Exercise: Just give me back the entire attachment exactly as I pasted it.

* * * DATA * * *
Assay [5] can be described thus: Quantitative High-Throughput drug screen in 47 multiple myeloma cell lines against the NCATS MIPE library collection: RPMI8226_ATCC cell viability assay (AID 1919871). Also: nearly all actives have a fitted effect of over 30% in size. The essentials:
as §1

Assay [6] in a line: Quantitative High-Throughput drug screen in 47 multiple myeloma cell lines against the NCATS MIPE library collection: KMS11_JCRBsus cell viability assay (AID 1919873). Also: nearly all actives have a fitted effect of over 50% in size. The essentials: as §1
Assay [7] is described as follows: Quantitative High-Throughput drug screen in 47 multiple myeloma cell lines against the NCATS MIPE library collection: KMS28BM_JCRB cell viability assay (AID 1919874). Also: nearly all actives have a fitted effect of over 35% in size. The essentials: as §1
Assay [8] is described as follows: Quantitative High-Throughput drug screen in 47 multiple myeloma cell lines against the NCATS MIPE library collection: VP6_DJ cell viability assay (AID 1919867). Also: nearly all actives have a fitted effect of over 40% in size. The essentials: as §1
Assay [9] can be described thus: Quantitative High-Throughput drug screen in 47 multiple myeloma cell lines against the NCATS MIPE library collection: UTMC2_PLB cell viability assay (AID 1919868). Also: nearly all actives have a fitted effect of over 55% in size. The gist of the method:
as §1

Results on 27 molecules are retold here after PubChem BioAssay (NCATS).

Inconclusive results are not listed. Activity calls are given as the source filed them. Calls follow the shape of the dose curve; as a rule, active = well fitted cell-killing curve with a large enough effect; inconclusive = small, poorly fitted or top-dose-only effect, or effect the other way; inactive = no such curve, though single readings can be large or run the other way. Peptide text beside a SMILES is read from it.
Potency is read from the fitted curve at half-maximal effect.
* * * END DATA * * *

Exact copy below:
Assay [5] can be described thus: Quantitative High-Throughput drug screen in 47 multiple myeloma cell lines against the NCATS MIPE library collection: RPMI8226_ATCC cell viability assay (AID 1919871). Also: nearly all actives have a fitted effect of over 30% in size. The essentials:
as §1

Assay [6] in a line: Quantitative High-Throughput drug screen in 47 multiple myeloma cell lines against the NCATS MIPE library collection: KMS11_JCRBsus cell viability assay (AID 1919873). Also: nearly all actives have a fitted effect of over 50% in size. The essentials: as §1
Assay [7] is described as follows: Quantitative High-Throughput drug screen in 47 multiple myeloma cell lines against the NCATS MIPE library collection: KMS28BM_JCRB cell viability assay (AID 1919874). Also: nearly all actives have a fitted effect of over 35% in size. The essentials: as §1
Assay [8] is described as follows: Quantitative High-Throughput drug screen in 47 multiple myeloma cell lines against the NCATS MIPE library collection: VP6_DJ cell viability assay (AID 1919867). Also: nearly all actives have a fitted effect of over 40% in size. The essentials: as §1
Assay [9] can be described thus: Quantitative High-Throughput drug screen in 47 multiple myeloma cell lines against the NCATS MIPE library collection: UTMC2_PLB cell viability assay (AID 1919868). Also: nearly all actives have a fitted effect of over 55% in size. The gist of the method:
as §1

Results on 27 molecules are retold here after PubChem BioAssay (NCATS).

Inconclusive results are not listed. Activity calls are given as the source filed them. Calls follow the shape of the dose curve; as a rule, active = well fitted cell-killing curve with a large enough effect; inconclusive = small, poorly fitted or top-dose-only effect, or effect the other way; inactive = no such curve, though single readings can be large or run the other way. Peptide text beside a SMILES is read from it.
Potency is read from the fitted curve at half-maximal effect.